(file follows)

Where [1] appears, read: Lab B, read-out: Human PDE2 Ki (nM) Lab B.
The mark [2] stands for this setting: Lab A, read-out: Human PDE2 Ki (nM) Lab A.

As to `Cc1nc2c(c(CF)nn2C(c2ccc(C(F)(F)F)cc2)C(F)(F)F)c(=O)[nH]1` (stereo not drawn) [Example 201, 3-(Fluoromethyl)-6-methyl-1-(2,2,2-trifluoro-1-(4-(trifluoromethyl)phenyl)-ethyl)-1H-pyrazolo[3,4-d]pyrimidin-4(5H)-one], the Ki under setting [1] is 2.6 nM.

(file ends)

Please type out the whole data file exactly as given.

Where [1] appears, read: Lab B, read-out: Human PDE2 Ki (nM) Lab B.
The mark [2] stands for this setting: Lab A, read-out: Human PDE2 Ki (nM) Lab A.

As to `Cc1nc2c(c(CF)nn2C(c2ccc(C(F)(F)F)cc2)C(F)(F)F)c(=O)[nH]1` (stereo not drawn) [Example 201, 3-(Fluoromethyl)-6-methyl-1-(2,2,2-trifluoro-1-(4-(trifluoromethyl)phenyl)-ethyl)-1H-pyrazolo[3,4-d]pyrimidin-4(5H)-one], the Ki under setting [1] is 2.6 nM.